For those that missed it, yesterday I did a special on the Teams, with links to articles, tips on how to play well, and video. Don't be a turkey; read and watch all of it!

The Turkey Theory of Forehands and Backhands

Players who are turkeys develop very strong forehands and weak backhands, or vice versa. Sometimes their weaker side isn't really that weak, it's just not that strong. If you have a weaker side, why not make it a goal to turn your weak/average/somewhat strong side into an overpowering strength? You can do it; simply choose not to be a turkey.

Turkey, Table Tennis, and Tong Tong

(The following is a reprint from Sept. 8, 2011 - but it seems rather timely now, especially for those of you competing in the Teams, who might eat a turkey sandwich before a match.)
I've had several cases over the years of a student eating a turkey sandwich for lunch at a tournament, and getting sleepy afterwards. This is presumably because of the relatively high levels of L-Tryptophan in turkey. Now this is controversial - while there's no question L-Tryptophan can cause drowsiness, it supposedly only happens if given almost in pure form on an empty stomach. Regardless, I've had enough bad experiences with this that I warn all my students never to eat turkey during a tournament until they are done playing for the day. For example, I was coaching U.S. Cadet Team Member Tong Tong Gong at a tournament last year. He had a turkey sandwich for lunch. When he had to play soon afterwards, he complained of sleepiness, said he could barely keep his eyes open. I took him into the restroom to splash cold water on his face, and it helped somewhat. He struggled for a couple matches before he felt alert again.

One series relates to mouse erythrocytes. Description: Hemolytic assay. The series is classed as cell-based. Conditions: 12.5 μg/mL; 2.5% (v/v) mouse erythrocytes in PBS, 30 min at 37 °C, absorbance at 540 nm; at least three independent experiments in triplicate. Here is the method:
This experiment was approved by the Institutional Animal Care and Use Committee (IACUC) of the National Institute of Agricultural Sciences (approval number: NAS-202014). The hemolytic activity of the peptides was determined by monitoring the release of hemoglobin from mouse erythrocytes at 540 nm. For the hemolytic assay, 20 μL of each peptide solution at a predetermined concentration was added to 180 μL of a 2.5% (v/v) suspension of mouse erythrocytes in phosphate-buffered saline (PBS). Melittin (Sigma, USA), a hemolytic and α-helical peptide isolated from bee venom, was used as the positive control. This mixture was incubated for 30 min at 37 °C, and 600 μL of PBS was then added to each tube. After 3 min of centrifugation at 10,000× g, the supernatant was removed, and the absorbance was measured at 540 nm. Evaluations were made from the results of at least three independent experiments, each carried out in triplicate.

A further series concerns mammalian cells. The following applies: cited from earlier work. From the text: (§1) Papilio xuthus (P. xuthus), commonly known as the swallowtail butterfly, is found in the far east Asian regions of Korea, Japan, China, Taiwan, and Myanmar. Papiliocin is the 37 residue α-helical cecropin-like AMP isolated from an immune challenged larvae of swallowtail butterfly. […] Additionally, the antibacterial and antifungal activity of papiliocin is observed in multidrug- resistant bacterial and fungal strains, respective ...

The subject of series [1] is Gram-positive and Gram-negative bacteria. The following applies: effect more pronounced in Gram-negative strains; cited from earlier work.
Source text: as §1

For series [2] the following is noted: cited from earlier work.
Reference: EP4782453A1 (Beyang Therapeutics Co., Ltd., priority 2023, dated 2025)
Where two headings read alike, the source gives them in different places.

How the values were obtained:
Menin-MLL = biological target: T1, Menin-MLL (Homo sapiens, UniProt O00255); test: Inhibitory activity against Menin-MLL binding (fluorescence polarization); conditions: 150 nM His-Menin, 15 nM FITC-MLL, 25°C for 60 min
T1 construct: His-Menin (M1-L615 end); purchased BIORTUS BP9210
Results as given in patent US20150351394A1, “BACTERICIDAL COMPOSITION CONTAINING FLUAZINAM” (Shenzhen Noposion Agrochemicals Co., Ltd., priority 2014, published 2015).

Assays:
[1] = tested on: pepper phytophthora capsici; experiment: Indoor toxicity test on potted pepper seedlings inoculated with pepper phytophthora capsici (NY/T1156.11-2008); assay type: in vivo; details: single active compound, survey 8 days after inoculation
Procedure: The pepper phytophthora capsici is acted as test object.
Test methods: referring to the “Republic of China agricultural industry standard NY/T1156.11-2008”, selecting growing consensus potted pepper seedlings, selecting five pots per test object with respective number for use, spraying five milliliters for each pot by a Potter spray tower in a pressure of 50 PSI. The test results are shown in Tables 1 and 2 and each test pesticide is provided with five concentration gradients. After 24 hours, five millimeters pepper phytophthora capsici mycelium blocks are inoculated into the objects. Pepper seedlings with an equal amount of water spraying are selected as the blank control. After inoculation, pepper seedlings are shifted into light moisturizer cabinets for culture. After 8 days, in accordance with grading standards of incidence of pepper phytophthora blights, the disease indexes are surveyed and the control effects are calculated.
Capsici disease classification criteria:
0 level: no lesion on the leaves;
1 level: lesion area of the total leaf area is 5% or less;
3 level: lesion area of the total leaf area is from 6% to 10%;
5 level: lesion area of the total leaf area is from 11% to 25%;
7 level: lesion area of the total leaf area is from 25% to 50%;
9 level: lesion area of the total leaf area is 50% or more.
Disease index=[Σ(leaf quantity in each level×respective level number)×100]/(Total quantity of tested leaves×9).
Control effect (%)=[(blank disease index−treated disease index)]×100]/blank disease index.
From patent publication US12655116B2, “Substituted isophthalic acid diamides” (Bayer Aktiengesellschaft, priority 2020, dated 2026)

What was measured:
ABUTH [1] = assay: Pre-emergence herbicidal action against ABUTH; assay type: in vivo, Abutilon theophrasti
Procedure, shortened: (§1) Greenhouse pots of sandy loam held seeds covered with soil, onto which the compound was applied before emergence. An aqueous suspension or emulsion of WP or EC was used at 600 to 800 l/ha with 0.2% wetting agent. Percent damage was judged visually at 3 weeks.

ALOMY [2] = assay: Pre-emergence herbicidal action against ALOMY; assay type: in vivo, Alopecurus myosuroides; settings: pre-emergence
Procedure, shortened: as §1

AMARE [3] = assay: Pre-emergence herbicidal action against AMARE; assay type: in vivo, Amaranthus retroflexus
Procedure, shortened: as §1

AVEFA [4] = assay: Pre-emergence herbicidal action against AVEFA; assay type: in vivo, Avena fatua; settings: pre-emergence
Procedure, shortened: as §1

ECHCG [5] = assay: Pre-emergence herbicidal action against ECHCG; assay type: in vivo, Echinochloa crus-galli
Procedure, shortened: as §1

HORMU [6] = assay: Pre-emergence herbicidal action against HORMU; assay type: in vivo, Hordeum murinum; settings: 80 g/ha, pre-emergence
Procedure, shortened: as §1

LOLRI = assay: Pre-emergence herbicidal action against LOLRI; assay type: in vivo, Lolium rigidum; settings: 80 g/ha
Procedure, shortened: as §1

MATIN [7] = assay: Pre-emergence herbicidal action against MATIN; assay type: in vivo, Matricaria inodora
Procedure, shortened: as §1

Marathon Training, Ping-Pong, and Turkeys

This is probably the only article ever that combines these three topics. Plus a bonus picture of a bearded Forrest Gump running.

Turkish Table Tennis

They call it Turkish Table Tennis (1:03), but it looks to me like a game of Around the World with some dancing thrown in.

Canada vs. Turkey: A Ping-Pong Odyssey

Yes, the long-awaited clash between these two table tennis powers (2:52).

Thanksgiving at the Ping-Pong Place

For Thanksgiving dinner, there's nothing like grandma serving a roasted Robo-Pong with ping-pong ball stuffing.

Turkey Table Tennis